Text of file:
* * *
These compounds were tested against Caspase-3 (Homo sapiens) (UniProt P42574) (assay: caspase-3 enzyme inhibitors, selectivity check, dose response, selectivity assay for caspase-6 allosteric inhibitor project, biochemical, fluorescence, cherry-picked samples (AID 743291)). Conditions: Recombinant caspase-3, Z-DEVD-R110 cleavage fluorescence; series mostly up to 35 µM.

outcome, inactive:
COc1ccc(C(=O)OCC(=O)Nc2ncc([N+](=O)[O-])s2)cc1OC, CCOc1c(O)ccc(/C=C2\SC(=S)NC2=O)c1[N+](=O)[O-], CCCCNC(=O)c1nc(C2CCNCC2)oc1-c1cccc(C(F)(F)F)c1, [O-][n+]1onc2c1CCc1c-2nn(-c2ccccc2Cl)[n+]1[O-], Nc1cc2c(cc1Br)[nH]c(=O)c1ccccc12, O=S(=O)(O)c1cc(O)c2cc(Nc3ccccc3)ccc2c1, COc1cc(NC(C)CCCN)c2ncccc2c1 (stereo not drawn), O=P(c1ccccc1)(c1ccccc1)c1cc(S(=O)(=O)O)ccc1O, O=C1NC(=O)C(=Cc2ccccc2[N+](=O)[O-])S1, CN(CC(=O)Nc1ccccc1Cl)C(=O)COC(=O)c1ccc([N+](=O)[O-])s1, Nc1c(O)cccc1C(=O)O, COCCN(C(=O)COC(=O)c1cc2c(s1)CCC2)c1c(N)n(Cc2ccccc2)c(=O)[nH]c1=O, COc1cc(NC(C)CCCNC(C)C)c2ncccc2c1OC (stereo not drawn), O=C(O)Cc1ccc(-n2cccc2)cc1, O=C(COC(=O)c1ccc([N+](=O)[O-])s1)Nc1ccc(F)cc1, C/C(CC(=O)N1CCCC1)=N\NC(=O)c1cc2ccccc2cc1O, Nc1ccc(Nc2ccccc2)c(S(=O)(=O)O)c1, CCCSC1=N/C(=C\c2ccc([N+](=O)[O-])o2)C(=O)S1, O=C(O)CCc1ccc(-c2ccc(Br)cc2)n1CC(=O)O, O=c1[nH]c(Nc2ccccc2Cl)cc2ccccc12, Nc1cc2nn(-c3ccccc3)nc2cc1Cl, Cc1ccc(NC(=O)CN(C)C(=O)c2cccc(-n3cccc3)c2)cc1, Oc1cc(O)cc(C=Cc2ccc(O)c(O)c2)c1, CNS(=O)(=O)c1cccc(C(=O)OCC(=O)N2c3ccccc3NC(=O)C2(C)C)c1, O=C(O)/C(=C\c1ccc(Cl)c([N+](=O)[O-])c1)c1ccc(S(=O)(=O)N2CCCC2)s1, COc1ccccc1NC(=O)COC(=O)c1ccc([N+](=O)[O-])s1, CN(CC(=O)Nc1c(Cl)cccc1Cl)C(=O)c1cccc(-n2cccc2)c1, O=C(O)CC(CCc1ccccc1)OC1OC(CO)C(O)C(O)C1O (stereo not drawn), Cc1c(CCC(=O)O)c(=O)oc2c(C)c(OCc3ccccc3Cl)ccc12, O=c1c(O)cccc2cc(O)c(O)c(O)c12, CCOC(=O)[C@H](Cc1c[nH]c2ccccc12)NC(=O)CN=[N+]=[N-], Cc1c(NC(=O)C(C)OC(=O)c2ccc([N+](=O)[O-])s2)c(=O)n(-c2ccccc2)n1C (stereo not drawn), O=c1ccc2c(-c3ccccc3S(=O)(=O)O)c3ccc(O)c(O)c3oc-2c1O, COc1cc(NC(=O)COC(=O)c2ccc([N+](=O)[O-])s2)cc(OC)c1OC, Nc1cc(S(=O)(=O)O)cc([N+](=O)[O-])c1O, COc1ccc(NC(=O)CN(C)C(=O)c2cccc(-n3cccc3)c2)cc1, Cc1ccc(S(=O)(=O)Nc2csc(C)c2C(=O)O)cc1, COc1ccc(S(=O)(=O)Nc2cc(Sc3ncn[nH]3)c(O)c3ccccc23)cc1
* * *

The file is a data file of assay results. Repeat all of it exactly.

These compounds were tested against Caspase-3 (Homo sapiens) (UniProt P42574) (assay: caspase-3 enzyme inhibitors, selectivity check, dose response, selectivity assay for caspase-6 allosteric inhibitor project, biochemical, fluorescence, cherry-picked samples (AID 743291)). Conditions: Recombinant caspase-3, Z-DEVD-R110 cleavage fluorescence; series mostly up to 35 µM.

outcome, inactive:
COc1ccc(C(=O)OCC(=O)Nc2ncc([N+](=O)[O-])s2)cc1OC, CCOc1c(O)ccc(/C=C2\SC(=S)NC2=O)c1[N+](=O)[O-], CCCCNC(=O)c1nc(C2CCNCC2)oc1-c1cccc(C(F)(F)F)c1, [O-][n+]1onc2c1CCc1c-2nn(-c2ccccc2Cl)[n+]1[O-], Nc1cc2c(cc1Br)[nH]c(=O)c1ccccc12, O=S(=O)(O)c1cc(O)c2cc(Nc3ccccc3)ccc2c1, COc1cc(NC(C)CCCN)c2ncccc2c1 (stereo not drawn), O=P(c1ccccc1)(c1ccccc1)c1cc(S(=O)(=O)O)ccc1O, O=C1NC(=O)C(=Cc2ccccc2[N+](=O)[O-])S1, CN(CC(=O)Nc1ccccc1Cl)C(=O)COC(=O)c1ccc([N+](=O)[O-])s1, Nc1c(O)cccc1C(=O)O, COCCN(C(=O)COC(=O)c1cc2c(s1)CCC2)c1c(N)n(Cc2ccccc2)c(=O)[nH]c1=O, COc1cc(NC(C)CCCNC(C)C)c2ncccc2c1OC (stereo not drawn), O=C(O)Cc1ccc(-n2cccc2)cc1, O=C(COC(=O)c1ccc([N+](=O)[O-])s1)Nc1ccc(F)cc1, C/C(CC(=O)N1CCCC1)=N\NC(=O)c1cc2ccccc2cc1O, Nc1ccc(Nc2ccccc2)c(S(=O)(=O)O)c1, CCCSC1=N/C(=C\c2ccc([N+](=O)[O-])o2)C(=O)S1, O=C(O)CCc1ccc(-c2ccc(Br)cc2)n1CC(=O)O, O=c1[nH]c(Nc2ccccc2Cl)cc2ccccc12, Nc1cc2nn(-c3ccccc3)nc2cc1Cl, Cc1ccc(NC(=O)CN(C)C(=O)c2cccc(-n3cccc3)c2)cc1, Oc1cc(O)cc(C=Cc2ccc(O)c(O)c2)c1, CNS(=O)(=O)c1cccc(C(=O)OCC(=O)N2c3ccccc3NC(=O)C2(C)C)c1, O=C(O)/C(=C\c1ccc(Cl)c([N+](=O)[O-])c1)c1ccc(S(=O)(=O)N2CCCC2)s1, COc1ccccc1NC(=O)COC(=O)c1ccc([N+](=O)[O-])s1, CN(CC(=O)Nc1c(Cl)cccc1Cl)C(=O)c1cccc(-n2cccc2)c1, O=C(O)CC(CCc1ccccc1)OC1OC(CO)C(O)C(O)C1O (stereo not drawn), Cc1c(CCC(=O)O)c(=O)oc2c(C)c(OCc3ccccc3Cl)ccc12, O=c1c(O)cccc2cc(O)c(O)c(O)c12, CCOC(=O)[C@H](Cc1c[nH]c2ccccc12)NC(=O)CN=[N+]=[N-], Cc1c(NC(=O)C(C)OC(=O)c2ccc([N+](=O)[O-])s2)c(=O)n(-c2ccccc2)n1C (stereo not drawn), O=c1ccc2c(-c3ccccc3S(=O)(=O)O)c3ccc(O)c(O)c3oc-2c1O, COc1cc(NC(=O)COC(=O)c2ccc([N+](=O)[O-])s2)cc(OC)c1OC, Nc1cc(S(=O)(=O)O)cc([N+](=O)[O-])c1O, COc1ccc(NC(=O)CN(C)C(=O)c2cccc(-n3cccc3)c2)cc1, Cc1ccc(S(=O)(=O)Nc2csc(C)c2C(=O)O)cc1, COc1ccc(S(=O)(=O)Nc2cc(Sc3ncn[nH]3)c(O)c3ccccc23)cc1